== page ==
For the past two years, no eggs were rolled, no bunnies hopped and no kids spent the Monday after Easter on the White House Lawn. But the hiatus from the iconic holiday tradition ends April 18.
“The White House will once again be open and accessible to visitors. And the egg roll is the largest gathering of people at the White House every year,” Stewart McLaurin, the president of the White House Historical Association, told WTOP.
He said that the president is looking to host about 30,000 kids and parents this year for the Egg Roll and it will spread out between five waves beginning at 7:30 a.m. and ending at 6:30 p.m.
First Lady Jill Biden chose this year’s event theme, “EGGucation!”
“Given Dr. Biden’s interest in education and her career in education, she has selected the theme of play on the word egg,” said McLaurin.
There will be the traditional egg rolling, where kids will race each other by pushing wooden eggs down lanes, but the grounds will host a multitude of other activities.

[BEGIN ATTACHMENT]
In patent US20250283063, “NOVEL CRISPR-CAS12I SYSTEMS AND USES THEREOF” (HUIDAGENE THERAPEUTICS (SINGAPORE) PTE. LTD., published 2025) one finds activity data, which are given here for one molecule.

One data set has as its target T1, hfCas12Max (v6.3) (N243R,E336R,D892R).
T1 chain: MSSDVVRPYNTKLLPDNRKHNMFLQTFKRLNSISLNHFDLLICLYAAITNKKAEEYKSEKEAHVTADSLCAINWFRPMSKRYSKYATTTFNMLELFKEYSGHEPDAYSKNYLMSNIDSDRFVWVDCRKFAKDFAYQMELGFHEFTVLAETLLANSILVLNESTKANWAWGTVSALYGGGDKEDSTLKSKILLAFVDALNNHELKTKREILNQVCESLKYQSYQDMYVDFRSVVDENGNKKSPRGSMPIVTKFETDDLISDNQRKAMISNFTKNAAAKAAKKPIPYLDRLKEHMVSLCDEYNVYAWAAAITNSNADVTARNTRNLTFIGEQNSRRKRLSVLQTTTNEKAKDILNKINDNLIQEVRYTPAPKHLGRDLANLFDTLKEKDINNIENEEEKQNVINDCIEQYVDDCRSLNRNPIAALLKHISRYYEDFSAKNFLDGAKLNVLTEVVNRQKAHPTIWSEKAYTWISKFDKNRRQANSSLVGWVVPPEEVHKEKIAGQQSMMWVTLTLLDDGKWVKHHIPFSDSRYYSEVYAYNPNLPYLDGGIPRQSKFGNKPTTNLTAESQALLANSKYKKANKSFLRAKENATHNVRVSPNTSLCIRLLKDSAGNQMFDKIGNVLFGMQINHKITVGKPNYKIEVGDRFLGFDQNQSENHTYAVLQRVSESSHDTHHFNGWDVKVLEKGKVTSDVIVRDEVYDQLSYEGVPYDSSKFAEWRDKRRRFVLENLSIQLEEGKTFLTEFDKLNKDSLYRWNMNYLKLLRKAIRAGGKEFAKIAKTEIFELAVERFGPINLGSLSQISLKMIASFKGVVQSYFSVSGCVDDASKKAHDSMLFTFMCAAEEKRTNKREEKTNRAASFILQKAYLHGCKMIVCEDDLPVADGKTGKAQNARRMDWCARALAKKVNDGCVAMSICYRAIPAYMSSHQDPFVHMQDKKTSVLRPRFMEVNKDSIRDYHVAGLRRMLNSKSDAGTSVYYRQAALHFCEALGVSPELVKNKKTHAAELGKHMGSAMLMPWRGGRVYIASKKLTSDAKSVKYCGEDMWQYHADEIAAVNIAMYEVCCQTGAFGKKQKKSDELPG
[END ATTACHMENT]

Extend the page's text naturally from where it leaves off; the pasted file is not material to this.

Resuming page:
It will feature a school house activity area, egg hunt, reading nook, talent show, field trip to the farm, picture day, a physical “EGGucation” zone and a cafetorium.
The event will also see people travel from across the country.
“It’s a wonderful system of a lottery that is made available through the National Park Service where families across America can go online … They do the lottery drawing and those families get to attend,” said McLaurin.
“It’s not just a local Washington, D.C. event. It’s a national event.”
The Easter Egg Roll has been a tradition at the White House since 1878.
“It had existed on Capitol Hill for some time and the members of Congress were complaining that the children were wearing out the grass on the Capitol lawn,” McLaurin told WTOP. “So Rutherford B. Hayes, who was president at the time, invited the children to the White House that Easter in 1878 and he said if Congress didn’t want them, the White House would accommodate them.”
And while it is a longtime tradition, the egg roll has seen its pauses. Of course the White House has skipped the last two Easters due to COVID-19, but they also paused the tradition during World War I, World War II and when renovations were being completed during President Harry Truman’s administration.